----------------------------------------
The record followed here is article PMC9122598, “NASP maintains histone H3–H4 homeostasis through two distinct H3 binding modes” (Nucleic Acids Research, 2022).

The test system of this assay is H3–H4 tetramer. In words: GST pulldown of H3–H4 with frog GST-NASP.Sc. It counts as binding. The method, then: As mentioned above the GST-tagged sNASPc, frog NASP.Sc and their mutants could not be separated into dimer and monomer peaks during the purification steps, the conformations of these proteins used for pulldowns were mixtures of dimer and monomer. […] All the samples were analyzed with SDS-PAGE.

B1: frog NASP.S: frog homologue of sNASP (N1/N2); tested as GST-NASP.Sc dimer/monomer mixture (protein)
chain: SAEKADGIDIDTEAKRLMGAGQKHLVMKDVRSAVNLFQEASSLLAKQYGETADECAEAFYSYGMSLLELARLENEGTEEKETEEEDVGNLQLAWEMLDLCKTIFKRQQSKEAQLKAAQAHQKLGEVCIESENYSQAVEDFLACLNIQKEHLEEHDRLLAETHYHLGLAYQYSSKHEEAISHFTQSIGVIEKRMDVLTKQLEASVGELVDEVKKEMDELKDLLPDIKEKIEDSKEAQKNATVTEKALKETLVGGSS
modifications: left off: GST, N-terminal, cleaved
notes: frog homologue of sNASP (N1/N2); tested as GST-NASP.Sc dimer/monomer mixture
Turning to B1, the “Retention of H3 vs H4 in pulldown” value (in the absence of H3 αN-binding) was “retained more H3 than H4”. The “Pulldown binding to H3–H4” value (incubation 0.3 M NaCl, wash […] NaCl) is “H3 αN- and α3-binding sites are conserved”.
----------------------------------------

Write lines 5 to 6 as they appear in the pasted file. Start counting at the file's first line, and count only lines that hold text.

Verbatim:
modifications: left off: GST, N-terminal, cleaved
notes: frog homologue of sNASP (N1/N2); tested as GST-NASP.Sc dimer/monomer mixture